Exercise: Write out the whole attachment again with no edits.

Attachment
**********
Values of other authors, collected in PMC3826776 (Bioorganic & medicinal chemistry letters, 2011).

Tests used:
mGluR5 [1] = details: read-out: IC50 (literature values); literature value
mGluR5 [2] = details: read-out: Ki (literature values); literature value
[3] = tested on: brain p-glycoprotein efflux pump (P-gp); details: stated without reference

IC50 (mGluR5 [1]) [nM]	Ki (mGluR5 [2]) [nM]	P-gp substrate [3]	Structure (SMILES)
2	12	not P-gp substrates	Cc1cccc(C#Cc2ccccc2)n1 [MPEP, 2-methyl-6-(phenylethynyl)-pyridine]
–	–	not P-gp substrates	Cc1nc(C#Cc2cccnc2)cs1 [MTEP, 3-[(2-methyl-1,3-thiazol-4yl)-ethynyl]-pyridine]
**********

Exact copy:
Values of other authors, collected in PMC3826776 (Bioorganic & medicinal chemistry letters, 2011).

Tests used:
mGluR5 [1] = details: read-out: IC50 (literature values); literature value
mGluR5 [2] = details: read-out: Ki (literature values); literature value
[3] = tested on: brain p-glycoprotein efflux pump (P-gp); details: stated without reference

IC50 (mGluR5 [1]) [nM]	Ki (mGluR5 [2]) [nM]	P-gp substrate [3]	Structure (SMILES)
2	12	not P-gp substrates	Cc1cccc(C#Cc2ccccc2)n1 [MPEP, 2-methyl-6-(phenylethynyl)-pyridine]
–	–	not P-gp substrates	Cc1nc(C#Cc2cccnc2)cs1 [MTEP, 3-[(2-methyl-1,3-thiazol-4yl)-ethynyl]-pyridine]